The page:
The hopper 24 includes a forward wall 31 and a rear wall 32. Forward wall 31 is affixed to a pair of downwardly diverging bottom deflector plates 33 and 34 which divides the forward portion of the hopper into two funnel-like members which directballast downwardly and outwardly through a pair of forward discharge openings 36 and 37 found at the bottom of forward wall 31, bottom plates 33 and 34, side walls 38 and 39 and a pair of extension walls 41 and 42. The extension walls 41 and 42 extendgenerally perpendicular to the sidewalls and bottom portion and connect to a bottom 43 and bottom deflector plates 33 and 34 respectively which runs longitudinally rearwardly therefrom. Bottom 43 is affixed to side walls 38 and 39 and to a rear chutewall 46 which along with rear wall 32 partially define a center discharge opening 47 intermediate the rails. A pair of lower extensions 49 and 49 define the side walls of center discharge opening beneath side walls 38 and 39.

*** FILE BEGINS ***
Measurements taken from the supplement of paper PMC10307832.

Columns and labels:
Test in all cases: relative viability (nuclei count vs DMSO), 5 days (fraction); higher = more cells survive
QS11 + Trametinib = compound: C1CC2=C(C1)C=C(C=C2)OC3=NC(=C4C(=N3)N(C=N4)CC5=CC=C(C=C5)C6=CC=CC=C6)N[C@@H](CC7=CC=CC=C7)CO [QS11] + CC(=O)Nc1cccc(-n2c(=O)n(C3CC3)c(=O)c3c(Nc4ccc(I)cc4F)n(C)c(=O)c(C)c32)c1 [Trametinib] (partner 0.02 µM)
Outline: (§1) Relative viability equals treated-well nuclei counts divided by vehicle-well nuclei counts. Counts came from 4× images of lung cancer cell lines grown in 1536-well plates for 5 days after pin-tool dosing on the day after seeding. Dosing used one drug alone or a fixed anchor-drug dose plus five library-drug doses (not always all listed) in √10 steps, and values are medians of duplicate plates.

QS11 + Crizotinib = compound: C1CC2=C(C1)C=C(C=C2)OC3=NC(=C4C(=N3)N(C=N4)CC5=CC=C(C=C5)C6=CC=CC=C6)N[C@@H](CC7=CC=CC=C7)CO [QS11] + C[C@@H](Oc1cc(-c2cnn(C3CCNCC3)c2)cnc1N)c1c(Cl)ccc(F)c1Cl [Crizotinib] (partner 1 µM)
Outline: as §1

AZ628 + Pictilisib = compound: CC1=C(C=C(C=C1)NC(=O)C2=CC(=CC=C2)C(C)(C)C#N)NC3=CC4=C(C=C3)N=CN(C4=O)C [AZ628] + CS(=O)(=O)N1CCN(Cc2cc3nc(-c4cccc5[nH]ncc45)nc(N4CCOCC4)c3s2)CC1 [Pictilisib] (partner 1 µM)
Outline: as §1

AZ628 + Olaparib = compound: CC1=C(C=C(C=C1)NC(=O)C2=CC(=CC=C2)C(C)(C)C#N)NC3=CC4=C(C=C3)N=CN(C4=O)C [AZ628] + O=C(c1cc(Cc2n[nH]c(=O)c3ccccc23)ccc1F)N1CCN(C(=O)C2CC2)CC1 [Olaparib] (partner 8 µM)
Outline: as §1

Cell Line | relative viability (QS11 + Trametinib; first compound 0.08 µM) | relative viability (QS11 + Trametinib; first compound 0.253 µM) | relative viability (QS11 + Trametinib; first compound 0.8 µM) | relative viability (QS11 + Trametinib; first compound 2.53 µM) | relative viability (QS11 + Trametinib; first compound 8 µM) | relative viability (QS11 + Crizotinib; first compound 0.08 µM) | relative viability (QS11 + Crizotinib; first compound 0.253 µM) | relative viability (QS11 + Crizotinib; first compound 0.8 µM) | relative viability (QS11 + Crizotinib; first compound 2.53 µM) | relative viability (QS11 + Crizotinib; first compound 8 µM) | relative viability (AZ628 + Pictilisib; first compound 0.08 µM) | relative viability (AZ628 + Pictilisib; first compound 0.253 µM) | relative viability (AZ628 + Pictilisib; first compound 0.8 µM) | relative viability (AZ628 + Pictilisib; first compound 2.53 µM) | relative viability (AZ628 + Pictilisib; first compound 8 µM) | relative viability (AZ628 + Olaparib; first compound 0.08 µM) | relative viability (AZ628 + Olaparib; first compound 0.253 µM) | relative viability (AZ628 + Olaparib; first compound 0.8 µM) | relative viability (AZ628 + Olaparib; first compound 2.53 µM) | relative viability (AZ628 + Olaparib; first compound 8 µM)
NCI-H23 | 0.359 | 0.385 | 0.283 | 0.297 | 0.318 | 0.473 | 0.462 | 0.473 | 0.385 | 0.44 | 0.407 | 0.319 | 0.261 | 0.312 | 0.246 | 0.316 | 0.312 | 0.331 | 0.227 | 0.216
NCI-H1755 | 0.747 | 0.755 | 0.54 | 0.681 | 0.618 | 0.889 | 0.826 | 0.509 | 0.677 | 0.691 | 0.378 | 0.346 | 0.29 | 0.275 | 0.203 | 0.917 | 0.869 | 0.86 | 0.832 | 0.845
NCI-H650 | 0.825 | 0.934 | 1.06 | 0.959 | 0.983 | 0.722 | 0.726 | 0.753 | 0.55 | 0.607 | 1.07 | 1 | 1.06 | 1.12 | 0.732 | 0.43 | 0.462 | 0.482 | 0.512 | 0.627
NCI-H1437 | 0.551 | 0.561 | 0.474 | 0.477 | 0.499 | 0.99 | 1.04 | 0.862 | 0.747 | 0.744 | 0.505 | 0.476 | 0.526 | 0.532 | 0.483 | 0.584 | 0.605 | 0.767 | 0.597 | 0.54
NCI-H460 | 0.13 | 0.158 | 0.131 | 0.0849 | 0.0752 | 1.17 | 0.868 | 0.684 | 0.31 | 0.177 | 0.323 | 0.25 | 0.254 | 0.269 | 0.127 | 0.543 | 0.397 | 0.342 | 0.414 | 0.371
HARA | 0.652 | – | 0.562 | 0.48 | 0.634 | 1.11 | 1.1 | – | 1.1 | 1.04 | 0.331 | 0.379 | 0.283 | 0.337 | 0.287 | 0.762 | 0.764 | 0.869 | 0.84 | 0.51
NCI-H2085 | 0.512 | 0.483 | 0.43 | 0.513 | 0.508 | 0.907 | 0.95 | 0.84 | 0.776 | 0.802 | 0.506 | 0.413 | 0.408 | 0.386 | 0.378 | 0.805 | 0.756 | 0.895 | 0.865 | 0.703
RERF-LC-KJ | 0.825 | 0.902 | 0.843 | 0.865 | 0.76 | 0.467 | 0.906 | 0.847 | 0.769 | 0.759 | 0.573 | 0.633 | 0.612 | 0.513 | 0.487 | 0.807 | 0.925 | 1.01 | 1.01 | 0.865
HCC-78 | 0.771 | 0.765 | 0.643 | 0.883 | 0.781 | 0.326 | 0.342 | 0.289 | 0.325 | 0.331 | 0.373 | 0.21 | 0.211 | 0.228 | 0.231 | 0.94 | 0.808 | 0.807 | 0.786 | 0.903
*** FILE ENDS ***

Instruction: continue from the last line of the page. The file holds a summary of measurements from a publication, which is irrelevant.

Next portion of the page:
A pair of lateral chutes 51 and 52 extend outwardly and downwardly from a pair of opposed side discharge openings 55 and 60 in side walls 38 and 39 above center discharge opening 47. Chutes 51 and 52 each have a deflection plate 53 and 54respectively extending within side walls 38 and 39 and extend outwardly beyond rails 12. Each chute has a movable skirt 56 and 57 attached to its lower end 51a and 52a with each skirt defining an outer second profile 56a and 57a.

A grader blade 61 is mounted rearwardly of the forward discharge openings 36 and 37 such that when the hopper rests on the rail rollers 27, the grader blade 61 is supported at a height of about one inch above the cross-tie to effectively removeany ballast deposited thereon from the forward discharge openings 36 and 37. Likewise, a grader blade 62 trails the center discharge opening 47 to remove any ballast deposited along the crossties through this opening.